2014 GSA Annual Meeting in Vancouver, British Columbia (19–22 October 2014)

Paper No. 11-3
Presentation Time: 8:30 AM

STUDENT LEARNING IN GEOSCIENCE COURSES INCORPORATING SOCIETAL ISSUES AND GRAND CHALLENGES FACING SOCIETY


CAULKINS, Joshua L., Department of Geosciences, University of Rhode Island, 9 Greenhouse Road, Tyler Hall, Kingston, RI 02881, STEER, David, Department of Geosciences, The University of Akron, Akron, OH 44325-4101, IVERSON, Ellen, Science Education Resource Center, Carleton College, 1 North College Street, Northfield, MN 55057, MANDUCA, Cathryn, Science Education Resource Center, Carleton College, NAGT c/o Carleton College, B-SERC, One North College St, Northfield, MN 55057, SAVINA, Mary E., Geology, Carleton College, 1 N. College St, Northfield, MN 55057 and AWAD, Aida, Science, Maine Township High School East, 2601 Dempster, Park Ridge, IL 60068, caulkins@mail.uri.edu

Assessment team members from the Interdisciplinary Teaching about Earth for a Sustainable Future (InTeGrate) project analyzed student responses to assessments collected from pilot implementations at multiple universities. InTeGrate is a Science Talent Expansion Program supporting teaching of geoscience within the context of societal issues across the curriculum. Pilot implementations involved insertion of two week long curricula developed using a rigorous design rubric requiring student centered approaches to teaching and learning. Students answered a common set of eight pre- and post-course multiple choice questions and two end-of-course essay questions. The multiple choice instrument included four single answer and four multi-select multiple choice questions. Students could score one point for a correct single-answer multiple choice question, two points if all correct answers were selected on a multi-select question (one point if more answers were correct than were incorrect). Students (n=1086) scored 6.3 +/- 3.7 pre-course and 6.8 +/-3.8 for a 9% normalized gain (p<0.0001). The assessment team found this improvement to be stable over a two year period. Students taught using InTeGrate modules and a control group taught without using those materials were asked to answer an essay question asking them to connect a global grand challenge they discussed in their course content to economic, social or political decision making. While students in a control section (n=153) were most likely to focus on global climate change (53%) and fossil fuel issues (16%), many students in the InTeGrate groups focused instead on the topic of their two-week module. These results suggest that InTeGrate has successfully broadened the scope of student understanding of global grand challenges. Assessment team members found student responses to a second essay question on earth systems to be unsatisfactory with 35% of students lacking the ability to score any points on the question and another 30% only able to list two interacting components of the Earth System. Assessment team members determined this question lacked face validity and re-drafted the question for future testing.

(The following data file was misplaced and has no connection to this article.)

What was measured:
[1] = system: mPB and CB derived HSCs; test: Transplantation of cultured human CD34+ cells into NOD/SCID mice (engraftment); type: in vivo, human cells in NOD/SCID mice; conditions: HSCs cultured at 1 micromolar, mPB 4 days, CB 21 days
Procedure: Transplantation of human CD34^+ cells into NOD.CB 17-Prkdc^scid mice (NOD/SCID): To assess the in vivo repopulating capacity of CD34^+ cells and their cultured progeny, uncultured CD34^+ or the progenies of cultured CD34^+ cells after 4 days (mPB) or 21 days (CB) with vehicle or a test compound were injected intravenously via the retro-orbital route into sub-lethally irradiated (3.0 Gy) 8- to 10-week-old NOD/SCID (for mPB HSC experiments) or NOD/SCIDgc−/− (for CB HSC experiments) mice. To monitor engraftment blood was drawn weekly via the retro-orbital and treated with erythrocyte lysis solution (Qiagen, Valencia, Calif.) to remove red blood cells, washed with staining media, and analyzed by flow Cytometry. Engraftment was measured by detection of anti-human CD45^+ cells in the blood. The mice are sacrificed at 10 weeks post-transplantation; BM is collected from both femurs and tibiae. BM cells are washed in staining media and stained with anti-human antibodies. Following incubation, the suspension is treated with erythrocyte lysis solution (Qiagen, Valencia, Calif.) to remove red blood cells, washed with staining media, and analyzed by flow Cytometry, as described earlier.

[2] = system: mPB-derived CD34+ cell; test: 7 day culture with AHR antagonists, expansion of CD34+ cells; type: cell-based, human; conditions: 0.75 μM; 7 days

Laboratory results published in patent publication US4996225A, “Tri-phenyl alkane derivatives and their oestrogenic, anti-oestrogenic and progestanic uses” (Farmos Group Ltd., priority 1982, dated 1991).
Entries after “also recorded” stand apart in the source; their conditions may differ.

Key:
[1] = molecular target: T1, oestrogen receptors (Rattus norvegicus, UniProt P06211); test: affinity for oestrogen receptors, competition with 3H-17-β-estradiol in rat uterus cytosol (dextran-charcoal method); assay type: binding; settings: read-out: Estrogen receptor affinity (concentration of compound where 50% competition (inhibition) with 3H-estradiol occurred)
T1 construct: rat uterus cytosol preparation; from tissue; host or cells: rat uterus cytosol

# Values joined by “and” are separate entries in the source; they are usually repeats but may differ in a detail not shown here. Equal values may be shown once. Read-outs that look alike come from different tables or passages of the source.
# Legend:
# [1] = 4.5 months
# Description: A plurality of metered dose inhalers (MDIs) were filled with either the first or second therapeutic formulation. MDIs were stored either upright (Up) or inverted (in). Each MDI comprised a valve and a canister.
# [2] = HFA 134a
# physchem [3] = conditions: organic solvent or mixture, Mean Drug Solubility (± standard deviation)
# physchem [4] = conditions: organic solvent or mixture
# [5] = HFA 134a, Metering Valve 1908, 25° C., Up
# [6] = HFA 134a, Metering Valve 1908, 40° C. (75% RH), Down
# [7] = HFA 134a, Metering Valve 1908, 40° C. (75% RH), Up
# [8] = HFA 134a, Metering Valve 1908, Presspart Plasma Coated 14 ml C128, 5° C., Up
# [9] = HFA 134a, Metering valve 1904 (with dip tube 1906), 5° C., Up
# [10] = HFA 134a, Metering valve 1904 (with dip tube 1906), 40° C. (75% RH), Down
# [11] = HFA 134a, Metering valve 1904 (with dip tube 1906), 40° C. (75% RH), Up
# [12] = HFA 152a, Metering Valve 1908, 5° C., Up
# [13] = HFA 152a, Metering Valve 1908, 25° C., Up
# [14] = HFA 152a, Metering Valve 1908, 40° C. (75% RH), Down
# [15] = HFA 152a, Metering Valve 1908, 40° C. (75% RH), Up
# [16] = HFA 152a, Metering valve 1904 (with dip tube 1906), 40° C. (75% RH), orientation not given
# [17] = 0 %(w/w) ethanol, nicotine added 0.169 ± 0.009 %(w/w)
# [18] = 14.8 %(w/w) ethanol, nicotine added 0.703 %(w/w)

Handouts
  • InTeGrate_Data_Talk_GSA2014_Caulkins_etal.pdf (2.5 MB)